Since I’ve come to KL I’ve been meaning to post some blogs about the experience. What I didn’t want to do, however, was post a whole heap of whinge. Given how frustrating KL is to get settled in, to date, what I mainly would have been posting would have been negative.
Instead I waited until my recent Vietnam holiday to post something more positive.
We have already been on a couple of resort style holidays within Malaysia. These experiences were mixed. The wife decided to pick the school holidays to set yet another resort style holiday for the fam and this time Vietnam floated to the top.
We picked a resort in Hoi-an. We didn’t know much about the area when we booked, but had been recommended the resort. We also booked a few days in Saigon at the end.
Once booked, I did some more investigation into Vietnam. It turns out Hoi-an is a pretty historical sort of town. It has Vietnamese, French and Japanese influences and it was spared by the war. It is world heritage listed and many of the streets are closed off at varies times during the day. It’s also famous for Tailors, Shoes and Lanterns. The quality of all varies from good to excellent. I personally had two suits made with two spare pants for roughly $550. Believe me, I’ve had Kelly Country suits and there is no comparison. The wife went a bit nuts with lanterns, but was vindicated when she read an article on her return about these bring $65 each in Aus. We paid $4-5 each. These are not the paper lanterns you see, but genuine fabric on bamboo.
We went out to the My Son pagoda for half a day at one point. I wouldn’t recommend much more than that, but it’s well worth the trip. We could have done some cooking classes, but decided it would absorb too much time. We also spend a few half days strolling around Hoi-an. There is also other stuff to do a bit further afield such as Hue or even visit Cambodia or Laos, but we didn’t have time for that. Shame.
Interestingly one of the local hotels hires out Ural outfits. I’m not sure if you can get them without a rider, but it might be worth investigation. You can hire scooters at the side of the road. The guys doing this will hawk you if you walk outside of your hotel, so don't worry about booking anything. It not too scammy, but make sure you have your own insurance. Riding in Saigon would be nuts, but Hoi-an only a little crazy.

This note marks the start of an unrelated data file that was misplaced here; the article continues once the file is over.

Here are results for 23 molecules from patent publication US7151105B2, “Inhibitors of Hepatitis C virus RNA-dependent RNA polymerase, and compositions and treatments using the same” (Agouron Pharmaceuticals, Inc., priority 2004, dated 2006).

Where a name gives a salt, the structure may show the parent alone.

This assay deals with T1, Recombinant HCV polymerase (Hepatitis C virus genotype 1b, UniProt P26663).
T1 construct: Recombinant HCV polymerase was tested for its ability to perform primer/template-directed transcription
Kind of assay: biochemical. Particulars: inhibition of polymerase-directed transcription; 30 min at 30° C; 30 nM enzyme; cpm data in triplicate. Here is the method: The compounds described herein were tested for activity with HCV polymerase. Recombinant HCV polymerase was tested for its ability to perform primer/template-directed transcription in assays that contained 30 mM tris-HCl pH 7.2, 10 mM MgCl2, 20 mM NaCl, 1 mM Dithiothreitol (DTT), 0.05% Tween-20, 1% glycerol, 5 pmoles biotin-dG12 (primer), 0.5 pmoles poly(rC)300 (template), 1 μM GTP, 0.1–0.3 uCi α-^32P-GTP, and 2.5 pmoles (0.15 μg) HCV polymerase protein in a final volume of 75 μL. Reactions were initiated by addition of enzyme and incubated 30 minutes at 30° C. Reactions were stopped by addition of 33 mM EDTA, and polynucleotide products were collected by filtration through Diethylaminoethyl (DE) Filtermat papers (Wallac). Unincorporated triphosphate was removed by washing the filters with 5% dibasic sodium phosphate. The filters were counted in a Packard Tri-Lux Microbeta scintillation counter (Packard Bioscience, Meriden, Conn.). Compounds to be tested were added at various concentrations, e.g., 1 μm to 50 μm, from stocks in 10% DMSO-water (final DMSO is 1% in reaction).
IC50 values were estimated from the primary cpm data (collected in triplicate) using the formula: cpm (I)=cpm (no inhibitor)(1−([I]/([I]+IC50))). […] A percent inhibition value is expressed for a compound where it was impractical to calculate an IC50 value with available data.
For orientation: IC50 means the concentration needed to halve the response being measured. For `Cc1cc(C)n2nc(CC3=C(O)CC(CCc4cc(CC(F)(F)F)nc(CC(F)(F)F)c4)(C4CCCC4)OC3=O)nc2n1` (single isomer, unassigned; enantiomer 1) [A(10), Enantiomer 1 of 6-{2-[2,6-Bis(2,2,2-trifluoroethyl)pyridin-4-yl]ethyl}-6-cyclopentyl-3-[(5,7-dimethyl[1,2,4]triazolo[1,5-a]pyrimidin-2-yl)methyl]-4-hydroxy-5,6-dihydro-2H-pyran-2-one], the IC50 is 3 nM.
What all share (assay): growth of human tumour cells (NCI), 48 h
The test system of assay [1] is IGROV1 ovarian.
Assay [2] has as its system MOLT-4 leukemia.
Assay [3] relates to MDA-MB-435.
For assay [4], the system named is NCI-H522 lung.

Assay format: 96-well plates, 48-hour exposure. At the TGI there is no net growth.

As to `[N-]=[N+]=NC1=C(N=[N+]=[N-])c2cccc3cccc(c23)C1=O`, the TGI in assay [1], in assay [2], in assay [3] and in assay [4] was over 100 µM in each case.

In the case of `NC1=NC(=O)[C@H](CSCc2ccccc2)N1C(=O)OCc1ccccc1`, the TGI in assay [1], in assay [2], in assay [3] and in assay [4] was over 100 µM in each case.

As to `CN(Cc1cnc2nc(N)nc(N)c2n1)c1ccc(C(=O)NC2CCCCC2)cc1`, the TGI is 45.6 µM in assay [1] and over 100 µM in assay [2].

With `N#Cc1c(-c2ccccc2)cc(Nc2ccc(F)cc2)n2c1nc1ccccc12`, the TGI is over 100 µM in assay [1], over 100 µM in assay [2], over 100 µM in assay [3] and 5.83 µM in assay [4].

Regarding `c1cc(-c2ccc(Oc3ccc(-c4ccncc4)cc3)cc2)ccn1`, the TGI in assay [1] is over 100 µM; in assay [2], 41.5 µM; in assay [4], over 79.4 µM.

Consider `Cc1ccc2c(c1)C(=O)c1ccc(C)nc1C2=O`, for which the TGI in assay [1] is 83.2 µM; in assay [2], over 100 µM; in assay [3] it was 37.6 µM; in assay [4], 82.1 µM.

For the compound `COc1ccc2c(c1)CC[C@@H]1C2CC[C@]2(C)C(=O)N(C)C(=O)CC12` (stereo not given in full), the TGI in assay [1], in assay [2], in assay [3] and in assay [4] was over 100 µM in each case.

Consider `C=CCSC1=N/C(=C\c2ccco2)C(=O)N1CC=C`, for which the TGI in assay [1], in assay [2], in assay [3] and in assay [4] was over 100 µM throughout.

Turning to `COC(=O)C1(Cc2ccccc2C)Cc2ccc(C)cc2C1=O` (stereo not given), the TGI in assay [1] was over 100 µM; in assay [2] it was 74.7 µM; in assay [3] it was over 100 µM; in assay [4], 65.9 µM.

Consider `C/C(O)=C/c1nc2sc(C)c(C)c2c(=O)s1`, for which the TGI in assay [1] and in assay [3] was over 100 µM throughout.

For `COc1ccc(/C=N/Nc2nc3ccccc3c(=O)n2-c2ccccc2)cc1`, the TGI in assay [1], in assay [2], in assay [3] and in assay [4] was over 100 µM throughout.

The food was generally brilliant. The worst meal I had the whole time was still OK. Most were excellent. And Pho. Oh the Pho. How can something so simple be so good?
Ho Chi Minh was pretty crazy. Walking across a road involved waiting for cars to clear and then walking at a steady pace through the scooters. They would just miss you. Walking with two kids and a wife who didn’t trust the bikes, was a real effort.
Overall, I’d say 3 full days in Ho Chi Minh is enough to get to know the place, although you could spend longer.
The more I read about Vietnam the more I want to see and do. I could have easily spent another month there. It was great for kids too. The locals loved the kids and I swear they’ve ended up on at least 200 facebook pages.
The amount of haggle in Vietnam is low, so that makes me more comfortable. There was a bit of hawking, but it wasn’t too bad. Security is pretty good too. I never felt at risk, which is more than can be said for many countries around the world.
It’s also a pretty clean place. Even though they are still dragging themselves out of poverty, the place is kept clean. Cleaners are employed in the city and the population is generally clean themselves.
If you are into art, there is lots. This varies from works on paper, to good copy paintings, through to original paintings. You could pick up original large paintings for hundreds of dollars and that was framed. These frames would have cost that much in Aus.
Antiques too. I'm not talking the 1950s and 1960s stuff you see in Australia either. I'm talking artifacts. I'm sure there is a lot of crockery that's just been dragged through the mud, but for those that know their stuff, there is stuff in Vietnam you will not find elsewhere.
I'm betting you could easily finance a trip with art and antiques, if you knew what you were looking at.
So that just leaves negatives. I must say there wasn’t many. I did come out with a bit of a rash whilst I was there. I’m not sure what it was, but talking to someone when I got back suggested the fish in Vietnam was a bit suspect. I did have Mackerel, and I can’t remember ever having that before.
Travel isn’t the easiest. It’s a long Country, despite its small size and the train is meant to be very slow. This is why we went Saigon, though I did get the impression Hanoi may be more interesting. Although one of my Vietnamese freinds insists the food gets blander the further north you go. On the upside, internal air-fairs are very cheap. You just have the hassle of the whole airport thing.
Waiters were very poor at their job. It was as though they just don't know what they are there for. This was everywhere. To get their attention, you had to be what westerners would consider rude. If you didn't do that, they'd just keep chatting amongst themselves. Ironically other service was excellent. It was just the waiting staff that were ordinary.
Other than that, not much is wrong with the place. It is becoming a little touristy, but with that brings more western accommodation standards. I’d say now is a good time to go in its history. 10 years ago you would have been roughing it and in 10 year’s time they will be going full swing with the tourist thing.
So; Vietnam, get yourself there soon. I’m keen to go back and see much more.